A manatee, sometimes called a sea cow, comes up for air at the Homosassa Springs Wildlife State Park in Homosassa, Florida.
Canon EOS Rebel XSi/450D, Canon 55-250 lens at 55 mm for each photo
From the Homosassa Springs Wildlife State Park:
The park serves as a rehabilitation center and refuge for endangered West Indian manatees that have been orphaned or injured in the wild and also for manatees that have been born in captivity. The natural spring environment allows them an opportunity to re-acclimate themselves to a more natural environment before they are returned to the wild.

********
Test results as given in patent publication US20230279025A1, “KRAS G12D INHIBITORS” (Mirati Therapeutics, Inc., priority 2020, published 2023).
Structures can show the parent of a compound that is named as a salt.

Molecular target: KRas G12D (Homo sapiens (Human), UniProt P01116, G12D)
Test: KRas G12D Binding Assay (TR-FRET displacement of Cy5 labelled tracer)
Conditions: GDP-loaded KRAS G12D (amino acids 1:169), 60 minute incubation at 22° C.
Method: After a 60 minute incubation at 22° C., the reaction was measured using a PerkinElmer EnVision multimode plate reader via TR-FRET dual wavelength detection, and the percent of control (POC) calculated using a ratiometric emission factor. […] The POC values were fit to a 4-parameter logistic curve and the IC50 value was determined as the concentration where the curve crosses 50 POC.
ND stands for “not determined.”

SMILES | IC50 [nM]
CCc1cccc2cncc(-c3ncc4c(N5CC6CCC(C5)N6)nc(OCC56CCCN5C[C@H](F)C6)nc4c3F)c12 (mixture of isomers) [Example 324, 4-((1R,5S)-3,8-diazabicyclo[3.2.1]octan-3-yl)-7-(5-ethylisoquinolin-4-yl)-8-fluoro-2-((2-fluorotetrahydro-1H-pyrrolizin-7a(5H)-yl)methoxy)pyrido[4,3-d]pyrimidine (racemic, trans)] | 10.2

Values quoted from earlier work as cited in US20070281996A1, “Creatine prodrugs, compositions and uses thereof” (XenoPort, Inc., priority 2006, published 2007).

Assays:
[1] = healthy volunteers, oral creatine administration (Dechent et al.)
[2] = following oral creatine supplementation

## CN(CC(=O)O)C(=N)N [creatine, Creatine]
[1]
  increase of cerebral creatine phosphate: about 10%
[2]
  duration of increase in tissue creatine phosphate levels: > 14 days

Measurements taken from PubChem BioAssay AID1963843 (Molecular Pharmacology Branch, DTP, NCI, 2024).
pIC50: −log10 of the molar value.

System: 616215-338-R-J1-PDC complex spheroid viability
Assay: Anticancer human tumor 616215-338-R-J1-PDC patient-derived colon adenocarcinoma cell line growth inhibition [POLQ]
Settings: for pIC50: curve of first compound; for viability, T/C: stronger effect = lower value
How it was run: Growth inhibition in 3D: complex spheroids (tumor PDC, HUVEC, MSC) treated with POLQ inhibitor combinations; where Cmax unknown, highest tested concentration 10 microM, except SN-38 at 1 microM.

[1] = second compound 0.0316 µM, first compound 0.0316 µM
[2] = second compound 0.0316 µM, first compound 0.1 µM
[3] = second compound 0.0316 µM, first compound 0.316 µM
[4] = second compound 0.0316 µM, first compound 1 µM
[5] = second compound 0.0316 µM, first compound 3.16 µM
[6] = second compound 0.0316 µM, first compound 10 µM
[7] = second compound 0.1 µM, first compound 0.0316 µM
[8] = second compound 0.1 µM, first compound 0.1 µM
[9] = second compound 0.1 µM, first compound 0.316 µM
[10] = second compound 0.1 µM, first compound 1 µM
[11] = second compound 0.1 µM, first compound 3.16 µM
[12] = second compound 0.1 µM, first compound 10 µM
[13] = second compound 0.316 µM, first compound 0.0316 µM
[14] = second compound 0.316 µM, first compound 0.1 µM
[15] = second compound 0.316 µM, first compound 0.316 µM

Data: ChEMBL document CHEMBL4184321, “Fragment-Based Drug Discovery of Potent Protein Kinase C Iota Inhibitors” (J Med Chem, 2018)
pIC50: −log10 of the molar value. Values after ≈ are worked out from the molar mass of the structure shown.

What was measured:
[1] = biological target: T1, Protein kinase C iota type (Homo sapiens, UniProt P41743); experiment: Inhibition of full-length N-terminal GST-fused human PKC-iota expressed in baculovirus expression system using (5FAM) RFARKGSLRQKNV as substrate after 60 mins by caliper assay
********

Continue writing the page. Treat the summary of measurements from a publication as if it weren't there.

A large, seal-like body that tapers to a spatulate tail. Two forelimbs with three or four nails on each. Skin is thick and wrinkled with stiff whiskers on upper lip. Color: Gray or gray-brown. Size: Manatees can grow to 13 feet and weight over 3,000 pounds. Behavior: Gentle and slow moving. Most of their time is spent eating, resting, and in travel. Often shy and reclusive. No system of defense and completely harmless. Sight: Depth perception may be limited. Can differentiate colors. Hearing: Manatees can hear very well despite the absence of external ear lobes. Communication: Manatees emit sounds that are within human auditory range. They make sounds such a squeaks and squeals when frightened, playing or communicating, particularly between a cow and its calf. Breathing: Nostrils are on the upper surface of the snout which close tightly like valves when submerged. Surfaces to breathe every few minutes depending upon amount of activity. Habitat: They can be found in shallow, slow-moving rivers, estuaries, saltwater bays, canals, and coastal areas, particularly where seagrass beds flourish. Range: Within the United States, they are concentrated in Florida during the winter, but can be found in summer months as far west as Louisiana and as far north as Virginia and the Carolinas. The West Indian manatee can also be found in the coastal and inland waterways of Central and South America as far south as Recife, Brazil. Food Source: Aquatic plants. Manatees are completely herbivorous and can eat 10-15% of their body weight daily. History: Manatees are believed to have evolved from a wading, plant-eating animal, and share a common ancestor with the elephant. Problems: Human Related: boat / barge collisions, loss of habitat, crushing or drowning in flood gates, poaching, ingestion of fish hooks and monofilament line, entanglement in crab trap lines, pollution. Natural: Cold related, “red tide”. Legal Protection: Florida Manatee Sanctuary Act, 1978, U.S. Marine Mammal Act, 1972, U.S. Endangered Species Act, 1973